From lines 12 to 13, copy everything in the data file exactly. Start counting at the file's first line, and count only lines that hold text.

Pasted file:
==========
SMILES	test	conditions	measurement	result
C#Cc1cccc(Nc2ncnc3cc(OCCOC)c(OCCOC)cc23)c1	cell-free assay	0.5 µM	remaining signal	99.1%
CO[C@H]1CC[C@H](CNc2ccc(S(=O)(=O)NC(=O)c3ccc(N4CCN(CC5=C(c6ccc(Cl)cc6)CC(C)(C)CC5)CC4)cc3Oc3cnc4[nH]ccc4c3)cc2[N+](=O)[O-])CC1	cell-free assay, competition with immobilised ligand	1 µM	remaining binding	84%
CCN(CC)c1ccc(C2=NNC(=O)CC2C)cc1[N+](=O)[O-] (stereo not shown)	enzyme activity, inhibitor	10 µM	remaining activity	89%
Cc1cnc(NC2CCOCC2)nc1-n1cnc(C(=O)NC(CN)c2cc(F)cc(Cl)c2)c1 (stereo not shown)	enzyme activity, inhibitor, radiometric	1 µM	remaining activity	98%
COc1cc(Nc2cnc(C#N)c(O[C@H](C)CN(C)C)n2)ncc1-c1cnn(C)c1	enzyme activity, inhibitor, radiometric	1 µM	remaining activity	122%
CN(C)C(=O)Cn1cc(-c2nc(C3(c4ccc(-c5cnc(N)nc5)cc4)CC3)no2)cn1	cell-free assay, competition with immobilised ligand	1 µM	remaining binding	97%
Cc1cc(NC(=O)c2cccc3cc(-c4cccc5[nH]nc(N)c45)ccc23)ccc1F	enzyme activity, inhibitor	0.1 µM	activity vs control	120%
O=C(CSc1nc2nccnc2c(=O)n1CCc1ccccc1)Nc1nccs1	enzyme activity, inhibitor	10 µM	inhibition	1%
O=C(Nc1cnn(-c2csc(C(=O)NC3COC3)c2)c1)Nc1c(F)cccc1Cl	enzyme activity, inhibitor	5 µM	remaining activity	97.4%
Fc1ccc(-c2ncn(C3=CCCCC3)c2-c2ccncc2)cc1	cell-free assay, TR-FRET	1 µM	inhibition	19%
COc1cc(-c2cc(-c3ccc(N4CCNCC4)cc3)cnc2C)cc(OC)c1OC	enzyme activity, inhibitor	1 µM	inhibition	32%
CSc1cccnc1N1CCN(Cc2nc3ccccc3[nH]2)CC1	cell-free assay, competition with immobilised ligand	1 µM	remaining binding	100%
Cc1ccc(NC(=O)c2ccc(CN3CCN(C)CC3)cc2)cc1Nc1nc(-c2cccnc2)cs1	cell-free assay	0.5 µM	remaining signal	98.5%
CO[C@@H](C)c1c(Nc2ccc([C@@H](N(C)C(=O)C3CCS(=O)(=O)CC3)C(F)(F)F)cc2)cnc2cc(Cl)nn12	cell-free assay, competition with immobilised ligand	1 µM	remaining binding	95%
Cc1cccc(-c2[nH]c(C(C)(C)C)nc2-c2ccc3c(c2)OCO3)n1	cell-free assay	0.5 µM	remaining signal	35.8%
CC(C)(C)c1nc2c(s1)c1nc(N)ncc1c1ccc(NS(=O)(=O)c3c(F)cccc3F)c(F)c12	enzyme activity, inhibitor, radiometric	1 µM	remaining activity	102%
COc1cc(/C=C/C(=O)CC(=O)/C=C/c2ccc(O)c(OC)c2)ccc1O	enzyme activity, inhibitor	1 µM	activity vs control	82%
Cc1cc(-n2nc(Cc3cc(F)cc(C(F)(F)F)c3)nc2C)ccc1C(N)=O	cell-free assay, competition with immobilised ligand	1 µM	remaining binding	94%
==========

COc1cc(-c2cc(-c3ccc(N4CCNCC4)cc3)cnc2C)cc(OC)c1OC	enzyme activity, inhibitor	1 µM	inhibition	32%
CSc1cccnc1N1CCN(Cc2nc3ccccc3[nH]2)CC1	cell-free assay, competition with immobilised ligand	1 µM	remaining binding	100%